A good way to get noticed as a med student is being a great team player and encouraging the others on your team to do well too. Practically, this means showing up on time, never complaining about work, getting your crap done in a timely manner and then offering to help others when they’re behind. That stuff gets noticed.
Being pimped is difficult for introverts. If you’re like me, your brain flickers the blue screen of death when an attending asks you a point-blank question.
So if you have a hard time being noticed by answering all the questions, at least be seen reading. Then jot down questions after you read to ask on the wards so you don’t have to come up with spontaneous questions. Also, write thorough, thought out SOAP notes. Even if an attending never mentions them to you, I promise you they’re being noticed.
I woke up today with the worst crick in my neck. Like I can barely turn past midline on the right. My trap is tight from my head to my scapula and all my posterior neck muscles are all knotted up. I have massaged it, heating-padded it, and Ibuprofened it to no avail.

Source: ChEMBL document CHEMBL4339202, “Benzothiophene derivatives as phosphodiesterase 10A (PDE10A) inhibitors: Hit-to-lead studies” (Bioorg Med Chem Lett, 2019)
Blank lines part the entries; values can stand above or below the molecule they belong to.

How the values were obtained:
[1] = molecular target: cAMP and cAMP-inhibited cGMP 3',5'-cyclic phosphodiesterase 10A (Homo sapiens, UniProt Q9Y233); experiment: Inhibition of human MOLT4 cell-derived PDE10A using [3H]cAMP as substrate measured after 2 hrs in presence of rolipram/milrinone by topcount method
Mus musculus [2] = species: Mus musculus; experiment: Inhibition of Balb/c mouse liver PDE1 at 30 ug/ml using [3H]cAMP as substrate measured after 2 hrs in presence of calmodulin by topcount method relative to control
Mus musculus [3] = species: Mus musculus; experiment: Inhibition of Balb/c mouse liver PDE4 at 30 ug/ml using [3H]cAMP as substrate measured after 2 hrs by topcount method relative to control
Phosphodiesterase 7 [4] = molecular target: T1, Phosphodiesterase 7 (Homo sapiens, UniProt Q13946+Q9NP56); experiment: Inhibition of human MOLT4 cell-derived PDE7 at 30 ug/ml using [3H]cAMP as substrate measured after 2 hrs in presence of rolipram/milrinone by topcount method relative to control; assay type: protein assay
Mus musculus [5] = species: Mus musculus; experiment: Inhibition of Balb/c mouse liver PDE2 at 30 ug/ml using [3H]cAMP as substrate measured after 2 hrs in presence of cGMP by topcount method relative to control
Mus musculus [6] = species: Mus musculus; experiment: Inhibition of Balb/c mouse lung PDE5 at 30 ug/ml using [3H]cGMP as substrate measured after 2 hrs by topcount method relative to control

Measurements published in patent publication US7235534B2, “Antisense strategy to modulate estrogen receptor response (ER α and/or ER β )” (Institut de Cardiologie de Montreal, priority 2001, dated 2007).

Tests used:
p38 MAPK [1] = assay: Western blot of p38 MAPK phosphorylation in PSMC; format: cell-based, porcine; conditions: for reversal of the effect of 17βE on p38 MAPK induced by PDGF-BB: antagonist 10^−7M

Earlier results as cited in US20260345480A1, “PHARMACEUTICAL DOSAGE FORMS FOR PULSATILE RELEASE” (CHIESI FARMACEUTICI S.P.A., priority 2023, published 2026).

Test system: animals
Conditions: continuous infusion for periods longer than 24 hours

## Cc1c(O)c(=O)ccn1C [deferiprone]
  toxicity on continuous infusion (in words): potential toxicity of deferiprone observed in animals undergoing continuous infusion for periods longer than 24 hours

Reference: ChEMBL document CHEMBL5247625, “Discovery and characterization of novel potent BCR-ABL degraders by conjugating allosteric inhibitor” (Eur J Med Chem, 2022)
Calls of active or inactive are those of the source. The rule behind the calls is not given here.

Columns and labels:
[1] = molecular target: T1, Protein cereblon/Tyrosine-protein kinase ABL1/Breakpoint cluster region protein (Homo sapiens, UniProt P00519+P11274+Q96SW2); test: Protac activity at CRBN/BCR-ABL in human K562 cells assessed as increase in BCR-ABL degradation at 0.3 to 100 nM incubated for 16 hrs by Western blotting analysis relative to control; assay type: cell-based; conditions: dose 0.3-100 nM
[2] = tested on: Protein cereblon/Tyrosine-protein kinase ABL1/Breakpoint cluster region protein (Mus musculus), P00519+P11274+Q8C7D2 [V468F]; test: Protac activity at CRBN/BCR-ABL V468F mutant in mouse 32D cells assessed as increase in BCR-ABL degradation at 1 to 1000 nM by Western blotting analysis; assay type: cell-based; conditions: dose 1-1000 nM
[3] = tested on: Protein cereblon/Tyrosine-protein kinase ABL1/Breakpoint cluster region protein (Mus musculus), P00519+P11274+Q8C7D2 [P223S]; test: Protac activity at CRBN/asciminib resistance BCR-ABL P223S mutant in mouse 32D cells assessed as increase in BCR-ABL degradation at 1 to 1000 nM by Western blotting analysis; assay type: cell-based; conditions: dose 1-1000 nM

Halp. Tell me what magic button in my neck I’m supposed to press to make it all go back nice and loosey goosey.
A) you don’t have a choice, buddy.
B) I’m bored cuz I’m only seeing 6 patients today. Like somebody please give me more. Please. So I don’t have to listen to this kid talk anymore.
In residency we have to be “checked off” on certain procedures to prove that we are competent to perform them without supervision. For example, as interns we had to do a few pelvic exams supervised by attendings before we could do them solo. There was no specific number we had to do though. It was left to attendings’ discretion.
We also have to be observed (in person and videotaped) with a certain number of patients throughout our time in residency so that the attendings know that we know how to interview and examine patients properly.
When you get out of residency, you have to show documentation of your procedures (different #s for different procedures) to get privileges to do them in a hospital or hospital-owned practice. That goes for everything from surgeries to colonoscopies to joint injections and shaving off moles. But after residency, no, I don’t think doctors get skill check ups. If you don’t have it by then, you probably shouldn’t practice.
Coffee beans is also supposed to do the trick….. sniffing them.
true statement. I forgot about coffee. Our ER sometimes puts out cups of coffee grounds or peppermint oil when we get a C. Diff explosion or something.